The Portonaccio Sarcophagus

The Portonaccio Sarcophagus is a large sarcophagus that can be found in the Palazzo Massimo, one of the four locations of the Museo Nazionale Romano. It is an impressive piece of second century craftsmanship. The sarcophagus was found in 1931 near the Via Tiburtina and can be dated to around…

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Opus sectile

I was not familiar with the technique called opus sectile until I visited an exhibition in the Nieuwe Kerk in Amsterdam about Constantine’s influence on the Christianisation of the Roman Empire. Part of the exhibition was a mosaic depicting a man in a chariot and four horsemen in the colours…

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Filibuster in Antiquity

‘Filibustering’ refers to politicians holding endless speeches in parliament, touching upon all sorts of issues that are more or less off topic. The sole intention is to prevent the debate from being closed so that a vote can be called. As far as I know, we find the oldest known…

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The Republican Roman army

Rome began as a collection of villages on several hills near the river Tiber. Life there was neither comfortable, nor safe. War was always looming. Neighbouring tribes and cultures envied Rome for its favourable position on the Tiber, from which it controlled the salt trade in Central Italy. Rome itself…

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Thoughts about the Roman Empire

The Principate was the monarchy created by the first Roman emperor, Augustus. Although he presented it to the Senate and People of Rome as a restoration of the Roman Republic, Augustus and his successors held positions of supreme power, ultimately based on control of the army. I have discussed this…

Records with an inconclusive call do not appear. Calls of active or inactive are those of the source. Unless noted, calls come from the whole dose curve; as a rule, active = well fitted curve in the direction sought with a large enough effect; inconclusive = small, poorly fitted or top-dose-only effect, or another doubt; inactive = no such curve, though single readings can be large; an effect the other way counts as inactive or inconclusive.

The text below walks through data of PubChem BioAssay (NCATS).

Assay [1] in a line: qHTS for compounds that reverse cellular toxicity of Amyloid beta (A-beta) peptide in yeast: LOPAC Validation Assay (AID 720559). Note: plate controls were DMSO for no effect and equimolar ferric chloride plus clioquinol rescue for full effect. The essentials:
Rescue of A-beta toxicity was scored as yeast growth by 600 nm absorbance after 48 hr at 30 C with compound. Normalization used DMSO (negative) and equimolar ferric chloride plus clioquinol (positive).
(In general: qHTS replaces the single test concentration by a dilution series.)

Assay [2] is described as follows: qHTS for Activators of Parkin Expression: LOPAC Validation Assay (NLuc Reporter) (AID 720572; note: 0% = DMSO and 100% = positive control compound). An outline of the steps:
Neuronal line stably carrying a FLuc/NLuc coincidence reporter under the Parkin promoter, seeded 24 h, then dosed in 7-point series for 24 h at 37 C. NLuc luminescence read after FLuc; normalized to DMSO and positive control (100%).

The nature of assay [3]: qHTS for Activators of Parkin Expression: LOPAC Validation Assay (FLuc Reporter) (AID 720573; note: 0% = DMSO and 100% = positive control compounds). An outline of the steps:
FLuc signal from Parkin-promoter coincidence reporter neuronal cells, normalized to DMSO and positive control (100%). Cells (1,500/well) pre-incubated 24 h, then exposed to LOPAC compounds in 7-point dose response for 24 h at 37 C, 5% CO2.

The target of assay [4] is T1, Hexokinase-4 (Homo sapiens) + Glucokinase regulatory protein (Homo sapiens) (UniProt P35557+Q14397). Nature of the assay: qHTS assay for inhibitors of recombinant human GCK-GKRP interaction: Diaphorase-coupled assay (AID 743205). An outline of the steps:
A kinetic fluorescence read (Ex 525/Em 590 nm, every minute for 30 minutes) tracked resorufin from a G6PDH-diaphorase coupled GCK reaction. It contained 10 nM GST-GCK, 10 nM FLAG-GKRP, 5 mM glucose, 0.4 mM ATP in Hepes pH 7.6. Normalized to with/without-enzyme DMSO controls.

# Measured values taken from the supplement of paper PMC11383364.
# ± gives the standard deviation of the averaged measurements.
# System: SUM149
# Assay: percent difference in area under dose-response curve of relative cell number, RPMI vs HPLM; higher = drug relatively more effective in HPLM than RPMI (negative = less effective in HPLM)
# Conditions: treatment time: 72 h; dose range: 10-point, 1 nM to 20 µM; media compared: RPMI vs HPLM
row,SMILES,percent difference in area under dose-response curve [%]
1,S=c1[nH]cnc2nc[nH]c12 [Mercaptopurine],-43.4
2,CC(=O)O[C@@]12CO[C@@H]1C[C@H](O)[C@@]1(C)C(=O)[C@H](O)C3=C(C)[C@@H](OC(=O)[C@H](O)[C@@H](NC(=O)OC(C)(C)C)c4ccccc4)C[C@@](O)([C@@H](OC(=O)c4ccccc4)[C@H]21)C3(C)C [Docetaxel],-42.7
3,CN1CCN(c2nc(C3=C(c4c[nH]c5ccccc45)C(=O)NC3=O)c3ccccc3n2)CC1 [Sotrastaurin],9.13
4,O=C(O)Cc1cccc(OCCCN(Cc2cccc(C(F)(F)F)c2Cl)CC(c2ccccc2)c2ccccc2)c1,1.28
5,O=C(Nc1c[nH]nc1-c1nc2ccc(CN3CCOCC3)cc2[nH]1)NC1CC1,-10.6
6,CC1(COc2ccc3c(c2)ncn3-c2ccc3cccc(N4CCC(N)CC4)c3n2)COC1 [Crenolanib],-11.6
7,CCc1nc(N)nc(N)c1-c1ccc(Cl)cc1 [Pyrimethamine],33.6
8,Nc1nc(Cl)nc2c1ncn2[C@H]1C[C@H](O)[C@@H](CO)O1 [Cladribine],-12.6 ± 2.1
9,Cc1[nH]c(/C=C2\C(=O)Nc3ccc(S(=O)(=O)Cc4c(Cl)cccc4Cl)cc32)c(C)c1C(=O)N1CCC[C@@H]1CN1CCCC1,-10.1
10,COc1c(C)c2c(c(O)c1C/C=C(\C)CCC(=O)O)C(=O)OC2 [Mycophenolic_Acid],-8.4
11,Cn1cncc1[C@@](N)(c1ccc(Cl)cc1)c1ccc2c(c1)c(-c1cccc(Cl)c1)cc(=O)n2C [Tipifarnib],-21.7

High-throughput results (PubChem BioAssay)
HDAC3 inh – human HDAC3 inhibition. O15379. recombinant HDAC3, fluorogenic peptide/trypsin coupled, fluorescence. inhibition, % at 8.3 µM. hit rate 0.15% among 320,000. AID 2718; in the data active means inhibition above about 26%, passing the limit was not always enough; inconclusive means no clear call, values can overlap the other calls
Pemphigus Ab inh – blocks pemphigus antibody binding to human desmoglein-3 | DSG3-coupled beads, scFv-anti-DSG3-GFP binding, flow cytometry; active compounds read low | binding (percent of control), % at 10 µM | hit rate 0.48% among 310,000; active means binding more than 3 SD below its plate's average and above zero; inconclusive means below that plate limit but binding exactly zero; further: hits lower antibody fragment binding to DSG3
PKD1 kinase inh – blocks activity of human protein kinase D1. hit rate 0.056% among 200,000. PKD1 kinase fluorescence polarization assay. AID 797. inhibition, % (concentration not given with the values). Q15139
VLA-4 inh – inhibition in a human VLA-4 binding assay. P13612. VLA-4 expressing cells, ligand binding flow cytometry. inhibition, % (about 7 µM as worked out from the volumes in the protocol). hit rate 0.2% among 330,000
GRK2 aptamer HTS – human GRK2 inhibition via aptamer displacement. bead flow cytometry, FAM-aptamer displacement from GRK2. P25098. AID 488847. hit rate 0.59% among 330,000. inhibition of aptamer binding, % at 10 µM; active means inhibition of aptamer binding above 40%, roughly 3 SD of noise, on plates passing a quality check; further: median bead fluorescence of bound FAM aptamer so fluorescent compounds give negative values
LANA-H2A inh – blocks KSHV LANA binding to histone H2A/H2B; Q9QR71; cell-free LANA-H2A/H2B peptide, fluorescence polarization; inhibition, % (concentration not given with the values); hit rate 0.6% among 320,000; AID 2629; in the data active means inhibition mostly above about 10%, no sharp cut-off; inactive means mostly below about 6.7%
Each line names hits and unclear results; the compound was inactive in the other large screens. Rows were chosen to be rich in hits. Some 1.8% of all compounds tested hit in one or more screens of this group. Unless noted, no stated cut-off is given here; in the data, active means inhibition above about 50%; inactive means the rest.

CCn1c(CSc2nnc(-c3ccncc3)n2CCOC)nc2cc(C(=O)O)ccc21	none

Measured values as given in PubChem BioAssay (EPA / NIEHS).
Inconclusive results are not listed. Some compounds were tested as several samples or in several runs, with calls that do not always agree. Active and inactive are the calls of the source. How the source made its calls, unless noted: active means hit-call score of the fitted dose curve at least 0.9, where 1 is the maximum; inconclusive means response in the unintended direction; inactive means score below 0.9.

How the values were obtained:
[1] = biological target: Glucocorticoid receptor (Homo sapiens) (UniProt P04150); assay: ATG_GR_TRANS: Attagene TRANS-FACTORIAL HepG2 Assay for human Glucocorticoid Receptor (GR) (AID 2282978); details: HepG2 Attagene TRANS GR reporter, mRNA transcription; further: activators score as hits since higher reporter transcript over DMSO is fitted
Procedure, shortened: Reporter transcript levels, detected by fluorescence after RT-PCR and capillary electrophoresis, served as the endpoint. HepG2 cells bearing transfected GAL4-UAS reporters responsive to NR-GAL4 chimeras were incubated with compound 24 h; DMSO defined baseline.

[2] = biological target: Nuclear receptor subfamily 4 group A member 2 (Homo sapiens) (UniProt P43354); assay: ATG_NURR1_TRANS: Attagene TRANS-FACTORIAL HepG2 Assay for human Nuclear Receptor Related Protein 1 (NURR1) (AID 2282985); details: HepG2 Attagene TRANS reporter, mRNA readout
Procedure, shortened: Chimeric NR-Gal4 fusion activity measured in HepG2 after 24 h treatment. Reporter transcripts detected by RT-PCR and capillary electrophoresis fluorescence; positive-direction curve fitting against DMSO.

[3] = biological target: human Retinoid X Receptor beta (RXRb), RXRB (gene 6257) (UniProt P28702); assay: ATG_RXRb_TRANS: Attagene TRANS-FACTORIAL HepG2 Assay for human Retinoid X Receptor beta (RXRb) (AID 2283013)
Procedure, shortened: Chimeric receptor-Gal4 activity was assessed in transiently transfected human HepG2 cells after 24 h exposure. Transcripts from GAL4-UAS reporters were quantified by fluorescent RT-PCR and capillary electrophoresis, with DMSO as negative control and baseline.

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Roman cavalry

I have heard and read it time and time again: Roman cavalry was terrible. It was only good at riding down enemy troops that had already routed. The Romans neglected their cavalry and therefore lost important battles. And because of this neglect, they were ultimately unable to fight off foreign…

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Book review: Antony and Cleopatra

Adrian Goldsworthy (1969) is primarily known for his authoritative publications on the Roman army. A few years ago, he switched to Roman history in general, with a special interest in political history. Since then, Goldsworthy has written a superb biography of Gaius Julius Caesar, Caesar: The Life of a Colossus…

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The Imperial Roman army

Although the Roman army had already been transformed from a conscript army into a professional fighting force during the Late Republic, we must credit Augustus with the creation of a professional standing army. In the year 6, he established the aerarium militare, the military treasury from which the soldiers were…

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Augustus and the Republic

The Principate After emerging triumphant from the Civil War, Gaius Julius Caesar Octavianus created a system of government known as the Principate. It was based on the well-known Republican offices and institutions. The younger Caesar did not become dictator for life (dictator perpetuo), like his adoptive father – the Divine…

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